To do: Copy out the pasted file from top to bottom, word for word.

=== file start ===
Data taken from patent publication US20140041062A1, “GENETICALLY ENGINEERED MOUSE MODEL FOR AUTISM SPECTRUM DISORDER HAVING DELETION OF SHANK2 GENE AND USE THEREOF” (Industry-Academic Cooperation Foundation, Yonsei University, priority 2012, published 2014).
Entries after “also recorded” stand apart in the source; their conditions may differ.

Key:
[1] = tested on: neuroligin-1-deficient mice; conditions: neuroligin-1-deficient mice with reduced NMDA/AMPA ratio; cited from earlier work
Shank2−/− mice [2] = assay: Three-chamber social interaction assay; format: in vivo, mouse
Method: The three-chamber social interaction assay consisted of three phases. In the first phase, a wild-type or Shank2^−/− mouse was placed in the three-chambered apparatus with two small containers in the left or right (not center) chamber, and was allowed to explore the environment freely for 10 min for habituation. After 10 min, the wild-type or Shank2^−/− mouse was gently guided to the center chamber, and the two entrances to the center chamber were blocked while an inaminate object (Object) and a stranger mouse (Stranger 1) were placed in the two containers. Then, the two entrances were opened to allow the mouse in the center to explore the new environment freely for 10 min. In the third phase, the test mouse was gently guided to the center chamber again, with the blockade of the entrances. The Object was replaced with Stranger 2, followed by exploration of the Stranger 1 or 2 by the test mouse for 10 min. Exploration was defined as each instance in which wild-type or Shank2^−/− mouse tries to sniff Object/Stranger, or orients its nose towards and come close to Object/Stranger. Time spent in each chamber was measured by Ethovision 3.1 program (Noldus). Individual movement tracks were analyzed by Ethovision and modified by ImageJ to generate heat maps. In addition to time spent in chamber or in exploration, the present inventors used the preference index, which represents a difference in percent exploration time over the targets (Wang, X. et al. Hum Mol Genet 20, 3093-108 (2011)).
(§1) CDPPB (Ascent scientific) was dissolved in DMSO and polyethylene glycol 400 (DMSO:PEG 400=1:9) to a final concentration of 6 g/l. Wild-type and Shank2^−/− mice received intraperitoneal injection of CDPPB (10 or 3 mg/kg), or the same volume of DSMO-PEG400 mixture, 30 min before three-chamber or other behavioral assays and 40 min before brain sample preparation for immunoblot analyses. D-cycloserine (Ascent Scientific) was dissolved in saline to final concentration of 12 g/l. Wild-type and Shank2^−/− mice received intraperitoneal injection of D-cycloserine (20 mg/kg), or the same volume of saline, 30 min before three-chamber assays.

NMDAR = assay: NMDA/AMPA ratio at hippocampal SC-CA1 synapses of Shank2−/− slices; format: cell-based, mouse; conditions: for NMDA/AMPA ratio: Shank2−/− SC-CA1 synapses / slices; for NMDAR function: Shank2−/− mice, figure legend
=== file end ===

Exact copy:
Data taken from patent publication US20140041062A1, “GENETICALLY ENGINEERED MOUSE MODEL FOR AUTISM SPECTRUM DISORDER HAVING DELETION OF SHANK2 GENE AND USE THEREOF” (Industry-Academic Cooperation Foundation, Yonsei University, priority 2012, published 2014).
Entries after “also recorded” stand apart in the source; their conditions may differ.

Key:
[1] = tested on: neuroligin-1-deficient mice; conditions: neuroligin-1-deficient mice with reduced NMDA/AMPA ratio; cited from earlier work
Shank2−/− mice [2] = assay: Three-chamber social interaction assay; format: in vivo, mouse
Method: The three-chamber social interaction assay consisted of three phases. In the first phase, a wild-type or Shank2^−/− mouse was placed in the three-chambered apparatus with two small containers in the left or right (not center) chamber, and was allowed to explore the environment freely for 10 min for habituation. After 10 min, the wild-type or Shank2^−/− mouse was gently guided to the center chamber, and the two entrances to the center chamber were blocked while an inaminate object (Object) and a stranger mouse (Stranger 1) were placed in the two containers. Then, the two entrances were opened to allow the mouse in the center to explore the new environment freely for 10 min. In the third phase, the test mouse was gently guided to the center chamber again, with the blockade of the entrances. The Object was replaced with Stranger 2, followed by exploration of the Stranger 1 or 2 by the test mouse for 10 min. Exploration was defined as each instance in which wild-type or Shank2^−/− mouse tries to sniff Object/Stranger, or orients its nose towards and come close to Object/Stranger. Time spent in each chamber was measured by Ethovision 3.1 program (Noldus). Individual movement tracks were analyzed by Ethovision and modified by ImageJ to generate heat maps. In addition to time spent in chamber or in exploration, the present inventors used the preference index, which represents a difference in percent exploration time over the targets (Wang, X. et al. Hum Mol Genet 20, 3093-108 (2011)).
(§1) CDPPB (Ascent scientific) was dissolved in DMSO and polyethylene glycol 400 (DMSO:PEG 400=1:9) to a final concentration of 6 g/l. Wild-type and Shank2^−/− mice received intraperitoneal injection of CDPPB (10 or 3 mg/kg), or the same volume of DSMO-PEG400 mixture, 30 min before three-chamber or other behavioral assays and 40 min before brain sample preparation for immunoblot analyses. D-cycloserine (Ascent Scientific) was dissolved in saline to final concentration of 12 g/l. Wild-type and Shank2^−/− mice received intraperitoneal injection of D-cycloserine (20 mg/kg), or the same volume of saline, 30 min before three-chamber assays.

NMDAR = assay: NMDA/AMPA ratio at hippocampal SC-CA1 synapses of Shank2−/− slices; format: cell-based, mouse; conditions: for NMDA/AMPA ratio: Shank2−/− SC-CA1 synapses / slices; for NMDAR function: Shank2−/− mice, figure legend